Chromium is an essential trace mineral which stimulates the function of insulin in fat, carbohydrate and protein metabolism. It is also a vital component for synthesis of cholesterol, fats and proteins which in turn has an important role in brain functions and other body processes.
The required daily dosage of Chromium depends on the age, sex and the condition of the individual. Infants need 0.2 to 5.5 micrograms of Chromium per day while children need it in the range of 11-21 micrograms per day. Adult men should have a daily intake of 30 to 35 micrograms and 20 to 25 micrograms for women. Pregnant and breastfeeding women need more Chromium consumption than the normal ones. While any pregnant woman should have a daily dosage of 30 micrograms, a breastfeeding teenager and a breastfeeding adult must have 44 and 30 micrograms of Chromium, respectively, on a daily basis.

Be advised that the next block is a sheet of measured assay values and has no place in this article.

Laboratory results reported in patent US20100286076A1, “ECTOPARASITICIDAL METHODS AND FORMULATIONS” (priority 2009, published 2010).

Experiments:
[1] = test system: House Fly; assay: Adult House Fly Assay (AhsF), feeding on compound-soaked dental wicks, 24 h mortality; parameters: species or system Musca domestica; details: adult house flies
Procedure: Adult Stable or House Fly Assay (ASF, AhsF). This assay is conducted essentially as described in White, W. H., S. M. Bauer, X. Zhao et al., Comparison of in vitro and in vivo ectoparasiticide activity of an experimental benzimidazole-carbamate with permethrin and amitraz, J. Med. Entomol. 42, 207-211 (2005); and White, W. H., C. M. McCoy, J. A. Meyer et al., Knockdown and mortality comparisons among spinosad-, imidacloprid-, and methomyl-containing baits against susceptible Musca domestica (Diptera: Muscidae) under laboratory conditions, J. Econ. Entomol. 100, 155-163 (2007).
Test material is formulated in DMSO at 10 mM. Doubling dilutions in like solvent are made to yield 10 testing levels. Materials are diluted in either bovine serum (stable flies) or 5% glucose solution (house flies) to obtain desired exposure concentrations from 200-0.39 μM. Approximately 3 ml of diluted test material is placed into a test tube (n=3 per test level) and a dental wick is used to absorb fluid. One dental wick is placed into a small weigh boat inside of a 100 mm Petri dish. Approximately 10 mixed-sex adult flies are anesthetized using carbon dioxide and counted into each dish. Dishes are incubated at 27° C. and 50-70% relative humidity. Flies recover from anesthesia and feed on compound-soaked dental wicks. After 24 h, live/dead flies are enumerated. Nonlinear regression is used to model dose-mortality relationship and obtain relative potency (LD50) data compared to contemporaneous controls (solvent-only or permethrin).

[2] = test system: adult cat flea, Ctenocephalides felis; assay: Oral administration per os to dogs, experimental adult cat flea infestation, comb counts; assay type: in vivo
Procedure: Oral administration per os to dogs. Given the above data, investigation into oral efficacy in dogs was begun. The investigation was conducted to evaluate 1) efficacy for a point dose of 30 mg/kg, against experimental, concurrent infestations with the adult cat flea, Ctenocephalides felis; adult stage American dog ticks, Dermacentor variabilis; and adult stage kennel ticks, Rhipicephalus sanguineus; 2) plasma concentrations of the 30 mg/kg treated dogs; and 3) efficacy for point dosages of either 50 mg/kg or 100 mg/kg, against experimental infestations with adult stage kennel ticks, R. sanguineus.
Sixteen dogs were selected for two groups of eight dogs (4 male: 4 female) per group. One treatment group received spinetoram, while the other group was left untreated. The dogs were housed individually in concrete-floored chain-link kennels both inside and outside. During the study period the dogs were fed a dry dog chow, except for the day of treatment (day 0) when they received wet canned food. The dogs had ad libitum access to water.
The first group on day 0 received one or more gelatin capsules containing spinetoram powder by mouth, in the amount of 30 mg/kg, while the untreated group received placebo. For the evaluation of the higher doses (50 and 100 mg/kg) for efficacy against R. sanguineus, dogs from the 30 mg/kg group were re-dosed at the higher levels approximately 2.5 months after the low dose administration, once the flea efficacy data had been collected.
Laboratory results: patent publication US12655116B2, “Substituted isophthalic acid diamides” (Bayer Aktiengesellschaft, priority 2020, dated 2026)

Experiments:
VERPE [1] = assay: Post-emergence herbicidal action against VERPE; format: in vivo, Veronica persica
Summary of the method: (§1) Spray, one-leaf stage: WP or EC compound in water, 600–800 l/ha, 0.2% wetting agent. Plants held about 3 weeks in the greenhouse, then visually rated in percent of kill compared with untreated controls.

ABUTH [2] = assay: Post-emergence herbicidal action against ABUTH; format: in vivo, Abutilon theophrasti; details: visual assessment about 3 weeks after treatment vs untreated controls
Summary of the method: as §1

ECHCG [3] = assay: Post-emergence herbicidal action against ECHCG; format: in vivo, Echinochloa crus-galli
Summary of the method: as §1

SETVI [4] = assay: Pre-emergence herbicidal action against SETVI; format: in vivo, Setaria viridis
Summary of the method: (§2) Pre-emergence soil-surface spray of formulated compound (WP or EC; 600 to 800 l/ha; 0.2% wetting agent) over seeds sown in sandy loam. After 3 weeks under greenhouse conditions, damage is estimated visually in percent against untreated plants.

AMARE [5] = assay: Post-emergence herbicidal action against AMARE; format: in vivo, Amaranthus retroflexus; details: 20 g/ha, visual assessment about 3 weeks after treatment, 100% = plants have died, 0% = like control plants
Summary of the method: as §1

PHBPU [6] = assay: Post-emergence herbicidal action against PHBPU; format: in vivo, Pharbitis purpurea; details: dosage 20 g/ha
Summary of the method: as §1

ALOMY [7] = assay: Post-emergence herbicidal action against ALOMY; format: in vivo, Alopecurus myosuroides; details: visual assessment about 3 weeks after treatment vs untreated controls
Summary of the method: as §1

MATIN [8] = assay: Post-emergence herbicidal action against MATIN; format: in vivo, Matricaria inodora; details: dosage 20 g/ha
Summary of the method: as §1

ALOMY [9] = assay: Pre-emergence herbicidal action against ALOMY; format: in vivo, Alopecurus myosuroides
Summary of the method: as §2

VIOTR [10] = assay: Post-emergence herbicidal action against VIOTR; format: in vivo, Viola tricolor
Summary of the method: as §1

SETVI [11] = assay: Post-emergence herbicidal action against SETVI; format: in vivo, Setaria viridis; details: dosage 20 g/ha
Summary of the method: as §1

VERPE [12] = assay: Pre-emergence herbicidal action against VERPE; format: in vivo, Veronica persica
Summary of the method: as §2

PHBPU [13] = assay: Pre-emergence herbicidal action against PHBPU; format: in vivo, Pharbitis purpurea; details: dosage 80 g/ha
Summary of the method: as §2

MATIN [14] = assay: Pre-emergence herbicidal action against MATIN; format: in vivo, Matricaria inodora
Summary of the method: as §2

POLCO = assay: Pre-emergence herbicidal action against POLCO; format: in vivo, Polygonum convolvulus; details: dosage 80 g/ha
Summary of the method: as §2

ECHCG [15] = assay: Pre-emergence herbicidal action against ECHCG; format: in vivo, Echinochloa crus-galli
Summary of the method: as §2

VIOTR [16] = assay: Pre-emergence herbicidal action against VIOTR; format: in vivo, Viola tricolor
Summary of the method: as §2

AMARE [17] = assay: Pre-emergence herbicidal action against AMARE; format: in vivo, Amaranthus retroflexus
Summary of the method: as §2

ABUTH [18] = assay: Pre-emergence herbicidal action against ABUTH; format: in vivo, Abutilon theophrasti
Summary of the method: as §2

The main food sources of Chromium for our body are brewer’s yeast, processed meats, cheese, pork kidney, beef, eggs, chicken, oyster, whole grains, cereals, molasses, spices, such as green peppers, black pepper and fruits such as banana, and apples.
The lack of Chromium in our body leads to a condition known as insulin resistance where the body cells become irresponsive to the insulin thus unable to utilise the secreted insulin. Due to this condition, there are chances of elevation in the blood glucose levels which creates a high chance of causing heart disease or Type 2 diabetes.
When a person suffers from diabetes, heart disease, physical injury, trauma or mental stress, there is an increase in the excretion of Chromium from our body. During such a situation, if the body is not replenished with the proper amount of Chromium, then the body is bound to suffer from the deficiency of Chromium.
Like any other trace mineral, Chromium also has some side effects if consumed in excess. The overload of Chromium in the body might cause fatigue, muscle cramps, hyperactivity, hypoglycaemia where the blood sugar level lowers, renal failure and liver toxicity.